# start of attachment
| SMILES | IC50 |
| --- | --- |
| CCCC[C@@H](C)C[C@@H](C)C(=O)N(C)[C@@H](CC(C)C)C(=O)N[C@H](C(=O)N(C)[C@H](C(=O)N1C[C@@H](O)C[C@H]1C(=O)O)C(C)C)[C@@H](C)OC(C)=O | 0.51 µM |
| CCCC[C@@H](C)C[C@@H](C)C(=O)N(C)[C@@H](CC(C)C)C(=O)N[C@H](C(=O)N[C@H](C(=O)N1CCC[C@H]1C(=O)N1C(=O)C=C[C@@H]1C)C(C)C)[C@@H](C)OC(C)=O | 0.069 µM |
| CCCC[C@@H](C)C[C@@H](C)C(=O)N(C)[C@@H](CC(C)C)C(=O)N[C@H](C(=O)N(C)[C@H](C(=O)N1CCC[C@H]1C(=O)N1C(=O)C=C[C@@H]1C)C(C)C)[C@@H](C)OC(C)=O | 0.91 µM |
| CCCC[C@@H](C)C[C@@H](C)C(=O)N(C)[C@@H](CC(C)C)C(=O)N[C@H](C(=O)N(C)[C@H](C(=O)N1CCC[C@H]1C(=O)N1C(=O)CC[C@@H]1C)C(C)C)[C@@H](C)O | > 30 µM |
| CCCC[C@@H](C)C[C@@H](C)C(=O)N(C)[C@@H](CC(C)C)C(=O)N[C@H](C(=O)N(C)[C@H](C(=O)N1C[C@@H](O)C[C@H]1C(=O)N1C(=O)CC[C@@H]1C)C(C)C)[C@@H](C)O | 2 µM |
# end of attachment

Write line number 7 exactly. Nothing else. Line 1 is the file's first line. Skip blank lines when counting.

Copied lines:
| CCCC[C@@H](C)C[C@@H](C)C(=O)N(C)[C@@H](CC(C)C)C(=O)N[C@H](C(=O)N(C)[C@H](C(=O)N1C[C@@H](O)C[C@H]1C(=O)N1C(=O)CC[C@@H]1C)C(C)C)[C@@H](C)O | 2 µM |